It’s so easy to compare yourself to what others are doing and in the process, beat yourself up for not measuring up to other people’s successes and accomplishments? How do you stay true to who you are in a world that is constantly giving you messages to be someone else?

“To be yourself in a world that is constantly trying to make you something else is the greatest accomplishment.” —Ralph Waldo Emerson

Here are 5 tips that I do to mentally unplug when I’m not able to physically step away for vacation:

1.Trust and love yourself. Engage in a social experiment.

My friend suggested this to me the other day where he asked me, “What if I delete Instagram?” At first, the thought of it shocked me, though it did make sense. Watching the constant newsfeed of how well others are seemingly having the time of their lives online takes away from what I’m focusing on and doing, so his idea was actually an interesting suggestion. Perhaps it’s creating a separate account and only following certain people to help with reducing the noise. Perhaps it’s deleting Instagram for a period of time. Give it a try and see what works for you. Personally, in days that have been focused on certain tasks, I’ve simply shut my phone altogether to focus. I found it to be so freeing to shut off from the world of my phone. Though I know that this doesn’t work for everyone, so give it a go and optimize based on your experiences.

2. Review and respect your boundaries.

Take an internal inventory and take the time and space to reflect. What are your needs and are you honouring them? One way that helped me was to have a coach ask me and then write down my responses.

Are there certain things that you are doing in order to please others? Do you have a hard time saying no? Do you know your limits of what you can and cannot do? What things have you been doing that make you feel resentful afterwards?

3. Let go of expectations and replace them with appreciation.

“Trade your expectations for appreciation and your whole world changes in an instant.” — Tony Robbins

This is a good daily reminder to come back to, especially when you are feeling triggered by emotions.

Do you genuinely enjoy doing the things that you’re doing for other people? Or do you expect a result or have an expectation that is attached to doing things for other people? Taking a moment to appreciate all that you have learned can help shift your perspective.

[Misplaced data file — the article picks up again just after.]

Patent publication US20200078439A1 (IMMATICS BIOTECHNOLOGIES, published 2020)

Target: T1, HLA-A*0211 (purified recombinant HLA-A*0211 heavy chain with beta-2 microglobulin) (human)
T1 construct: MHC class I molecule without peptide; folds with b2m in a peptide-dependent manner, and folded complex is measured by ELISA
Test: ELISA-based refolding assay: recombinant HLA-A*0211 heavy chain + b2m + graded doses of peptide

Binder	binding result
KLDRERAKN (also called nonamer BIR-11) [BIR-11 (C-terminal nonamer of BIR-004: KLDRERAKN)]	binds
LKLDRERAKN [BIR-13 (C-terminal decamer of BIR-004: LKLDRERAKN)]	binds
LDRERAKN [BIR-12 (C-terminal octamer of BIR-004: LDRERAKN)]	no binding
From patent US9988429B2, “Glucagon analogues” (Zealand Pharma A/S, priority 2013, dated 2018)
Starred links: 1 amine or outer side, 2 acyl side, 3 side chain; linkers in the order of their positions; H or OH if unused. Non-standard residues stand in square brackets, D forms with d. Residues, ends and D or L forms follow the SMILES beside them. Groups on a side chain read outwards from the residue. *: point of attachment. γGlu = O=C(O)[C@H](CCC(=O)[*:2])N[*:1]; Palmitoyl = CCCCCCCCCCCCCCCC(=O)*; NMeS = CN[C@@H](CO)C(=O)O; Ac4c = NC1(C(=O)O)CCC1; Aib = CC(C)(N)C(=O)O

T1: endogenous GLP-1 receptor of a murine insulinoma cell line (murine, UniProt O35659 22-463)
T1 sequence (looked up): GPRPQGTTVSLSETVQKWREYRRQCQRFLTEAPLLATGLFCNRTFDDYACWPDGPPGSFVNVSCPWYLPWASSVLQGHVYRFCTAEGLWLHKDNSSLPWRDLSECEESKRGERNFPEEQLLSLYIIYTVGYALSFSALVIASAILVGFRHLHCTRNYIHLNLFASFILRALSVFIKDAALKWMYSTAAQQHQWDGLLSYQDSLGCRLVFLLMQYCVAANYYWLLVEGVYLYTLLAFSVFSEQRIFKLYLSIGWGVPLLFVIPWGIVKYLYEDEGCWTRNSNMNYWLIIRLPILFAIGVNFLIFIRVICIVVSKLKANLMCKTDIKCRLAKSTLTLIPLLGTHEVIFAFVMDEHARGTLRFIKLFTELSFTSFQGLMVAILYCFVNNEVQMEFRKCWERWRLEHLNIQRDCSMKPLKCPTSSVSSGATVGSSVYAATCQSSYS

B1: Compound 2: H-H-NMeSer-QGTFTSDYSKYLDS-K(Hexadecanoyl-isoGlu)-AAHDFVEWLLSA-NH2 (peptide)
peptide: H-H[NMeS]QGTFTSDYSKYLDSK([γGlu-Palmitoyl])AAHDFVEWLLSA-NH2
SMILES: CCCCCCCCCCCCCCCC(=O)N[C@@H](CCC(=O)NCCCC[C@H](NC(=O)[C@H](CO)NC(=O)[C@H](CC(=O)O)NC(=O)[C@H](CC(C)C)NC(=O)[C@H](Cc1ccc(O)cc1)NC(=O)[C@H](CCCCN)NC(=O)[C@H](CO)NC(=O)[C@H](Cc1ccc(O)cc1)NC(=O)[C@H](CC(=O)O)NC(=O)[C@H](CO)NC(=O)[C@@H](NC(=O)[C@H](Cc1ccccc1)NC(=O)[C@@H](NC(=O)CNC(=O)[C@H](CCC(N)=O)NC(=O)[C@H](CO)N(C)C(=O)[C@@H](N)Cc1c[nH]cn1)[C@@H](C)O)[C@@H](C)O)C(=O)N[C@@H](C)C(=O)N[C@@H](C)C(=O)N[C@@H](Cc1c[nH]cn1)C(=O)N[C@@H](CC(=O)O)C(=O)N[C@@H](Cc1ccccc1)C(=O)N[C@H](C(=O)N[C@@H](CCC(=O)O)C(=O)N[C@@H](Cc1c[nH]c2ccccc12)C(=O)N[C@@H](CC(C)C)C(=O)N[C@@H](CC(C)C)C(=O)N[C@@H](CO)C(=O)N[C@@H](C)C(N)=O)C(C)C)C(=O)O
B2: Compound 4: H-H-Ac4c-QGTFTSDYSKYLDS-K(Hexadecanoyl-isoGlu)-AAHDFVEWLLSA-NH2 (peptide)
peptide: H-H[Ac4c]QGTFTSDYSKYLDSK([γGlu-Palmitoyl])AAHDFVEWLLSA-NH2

4. Come back to yourself and remember your personal brand.

Remember that you are special. Even if this means reminding yourself by writing it on notes everywhere where you can see it, know that you are unique. It may be tempting to compare your experiences with others and taking it personally when you don’t feel like you ‘measure’ up to others, though know that you are enough and what you do matters. Your brand and your experiences are things that only you have seen, felt and heard. So remember that as you navigate through the uncertainties and challenges of life, your experiences are something that no one can take away from you.

5. Give yourself a mental and physical break.

Remember all the scars and pain that you’ve been through (and keep relieving through via similar experiences?). Let it go, give yourself a hug and know that you are doing the very best that you can. A great re-frame to having experienced pain is knowing that you have attempted something new and learned from your experiences as a result.

This article was originally published on Medium.


  • Carolyn Lowe

    Brand Marketer | Storyteller | Connector

    Carolyn Consulting

    Carolyn is passionate about all things related to health and wellness.  She is a proactive and results driven leader with a track record of integrating authentic, cross-platform marketing experiences for startups, small and medium-sized businesses (SMEs), and global enterprises. Carolyn is also a Career/Mindset coach specializing in NLP.  She helps clients remove the charge on limiting emotions and beliefs to create new possibilities. With her experience in advertising and tech, she can relate and empathize with her clients' challenges to find empowering solutions. Carolyn writes about leadership, women in tech and health/wellness.